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EatingBen

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  1. Loving the silpat idea. The oven has enough supports for 4 rows? Wonder if getting extra racks would be worth it, not so much for putting massive quantities away but would be cool making roll up fruit sheets
  2. Very true and you can still bag sous vide in an oven. I wouldn’t give up a water bath but want the ability to do more that don’t require some weird platform type setup to use ramekins or making egg bites in Teflon coat cups, or making just a ton of stuff where temp control and not having to resort to jars is ideal.
  3. I’ve had sous vide meats that have been sous vide in an oven before. The pork belly skin ain’t anywhere near as soaked and actually developed a crackle that was very nice, red meat was still just as juicy but the outside sear was just better from not having soaked in it’s own juices. I love sous vide, I use it all the time (almost daily) but I want more from sous vide that I can’t get from the bagged approach. I should clarify, the meat itself wasn’t better because it was sous vide in an oven over a bag, it was still as tender and delicious, the results where the same
  4. Would people who already have an APO please start using and posting more and making more YouTube videos so that I can fight harder to not buy one please! These things seem so good, I’d love to do a sous vide pork belly in one.
  5. Put the rice seasoning in a spray bottle with a fine mist and lightly mist the rice as you fold and fan. It will more evenly coat the rice and also add less seasoning. Most people are far to heavy handed with the seasoning. Also make sure the rice is well washed before cooking. you really don’t need much seasoning.
  6. I do this a lot, I’ll cook the vegetables at a higher temp then add meat and cook at a lower temp since the protein cooks so much lower effectively the vegetables don’t continue cooking. I make all the vegetable parts together chill then bag (either into a fresh bag or more often go from a pot) with the meat I’m using and let it cook. I also reduce the amount of liquid going into the bag by evaporation or starting off with less liquid because the meat will put a lot into the bag too. It is a far better way of cooking and when bagged properly can sit in the fridge for a week withou
  7. He ain’t wrong, it’s delicious far better then any Moroccan lemons I get at the store!
  8. Hey guys, need a small amount of help. About 6 ish months ago I was given a pile of lemons that I decided that since I couldn’t turn it all into lemon curd I’d use a few and make cured lemons. I then promptly forgot about them in the back of the cupboard (in plain sight) not it appears the lemon juice and salt has created a jell and I mean that rather literally the lemons are encased in a jell of lemon juice and salt and can’t be poured out of the jar. The top oxidised but the smell is lemon and the ones under the top are still nicely yellow.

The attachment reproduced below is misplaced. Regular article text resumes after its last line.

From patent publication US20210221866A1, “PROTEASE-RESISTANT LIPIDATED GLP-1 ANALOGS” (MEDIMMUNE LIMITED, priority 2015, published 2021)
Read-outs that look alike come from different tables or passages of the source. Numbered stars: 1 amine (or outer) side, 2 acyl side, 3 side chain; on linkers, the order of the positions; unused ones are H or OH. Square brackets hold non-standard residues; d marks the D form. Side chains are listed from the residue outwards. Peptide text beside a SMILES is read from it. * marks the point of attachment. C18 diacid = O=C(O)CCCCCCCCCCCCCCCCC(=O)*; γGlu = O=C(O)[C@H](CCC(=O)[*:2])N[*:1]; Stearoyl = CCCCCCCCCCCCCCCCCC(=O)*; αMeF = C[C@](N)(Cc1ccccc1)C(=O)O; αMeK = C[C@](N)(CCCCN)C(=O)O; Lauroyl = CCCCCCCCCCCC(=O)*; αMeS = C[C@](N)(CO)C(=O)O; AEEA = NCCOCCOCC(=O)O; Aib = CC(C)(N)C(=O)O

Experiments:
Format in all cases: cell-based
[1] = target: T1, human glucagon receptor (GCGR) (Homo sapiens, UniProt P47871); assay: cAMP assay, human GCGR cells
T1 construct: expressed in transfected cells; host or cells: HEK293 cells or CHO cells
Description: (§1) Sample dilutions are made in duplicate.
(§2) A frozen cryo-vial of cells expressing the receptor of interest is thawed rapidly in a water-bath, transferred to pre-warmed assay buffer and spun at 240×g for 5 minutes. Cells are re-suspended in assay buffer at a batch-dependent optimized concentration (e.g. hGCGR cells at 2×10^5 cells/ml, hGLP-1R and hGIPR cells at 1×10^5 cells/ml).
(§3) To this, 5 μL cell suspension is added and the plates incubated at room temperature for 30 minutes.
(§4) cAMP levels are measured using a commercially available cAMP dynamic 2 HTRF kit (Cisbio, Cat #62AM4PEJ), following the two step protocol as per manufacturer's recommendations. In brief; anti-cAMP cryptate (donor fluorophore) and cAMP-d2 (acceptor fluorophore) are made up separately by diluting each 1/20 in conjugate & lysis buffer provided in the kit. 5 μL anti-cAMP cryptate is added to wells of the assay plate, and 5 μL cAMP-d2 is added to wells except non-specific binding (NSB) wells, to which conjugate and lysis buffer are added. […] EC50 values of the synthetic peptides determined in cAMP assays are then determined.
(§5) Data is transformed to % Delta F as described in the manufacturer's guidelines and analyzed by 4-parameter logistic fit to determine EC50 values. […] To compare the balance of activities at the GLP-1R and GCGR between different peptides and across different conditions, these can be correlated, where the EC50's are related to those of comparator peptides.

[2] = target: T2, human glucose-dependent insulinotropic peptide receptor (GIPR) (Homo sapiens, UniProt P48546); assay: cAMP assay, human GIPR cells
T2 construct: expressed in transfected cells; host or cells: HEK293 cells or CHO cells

9. EatingBen

    Ras el hanout

    I’m definitely gonna need to try a few other blends... I wouldn’t use mine in a cookie but I could see with a few adjustments it would be good
  10. EatingBen

    Ras el hanout

    Use it not just on chicken but in sauces as well. It’s a fantastic addition to gravy it goes well in any kind of braise and depending on what’s in it can go really good with roast vegetables. You can do tagines with chicken or beef and pork as well. Find yourself some salted lemons (they have a name I can’t think of it right now) which goes well with chicken tagine too and beef if you eat it. Pretty much anywhere you would use spices of any kind you can use Ras el hanout (well, excluding sweet dishes I suppose)
  11. I use the method on chef steps https://www.chefsteps.com/activities/equilibrium-brining I usually do about 1% and be happy with that. There are dozens of different ways to do it with lots of maths designed to figure out times of spend in the water but I’m waaaaaay to lazy for those. 1% in enough water to cover the meat with whatever container I have on hand to put it in. Leave it overnight in the fridge. Done
  12. I think you need the things you want to cook with. No fancy gadget is going to make you a fantastic cook or motivate you to cook the food you want if you just can't be motivated to learn. I've an air frier I'm trying to palm off on friends its useless and takes up space. Warms the kitchen up in winter nicely though but it was a learning experience for me I paid for it thinking it would make things easier but it didn't and it didnt make things "faster" either its just a gimmick. Otherwise I use a sous vide setup, a few induction plates, a pressure cooker (because rice
  13. I’m pro using whatever method gets you to your end result that wont hurt other people. So I am opposed to using other people to cracking open eggs for cooking reasons. I use the edge of the sink, or chopping board or counter or bowl or pot or even the back of a knife. As long as I don’t beat the hell out of the egg the yolks don’t normally break. I don’t believe there is a “correct” way to open an egg at least none that has been proven in any scientific way.
  14. Quite possibly, I use a lot of oil and make the texture very smooth I also use a good amount of water and tahini. I use a recipe that a restaurant owner gave me which is heavy on pretty much everything but tastes damned good but takes a long time to cook and blend and is made in a high speed blender.
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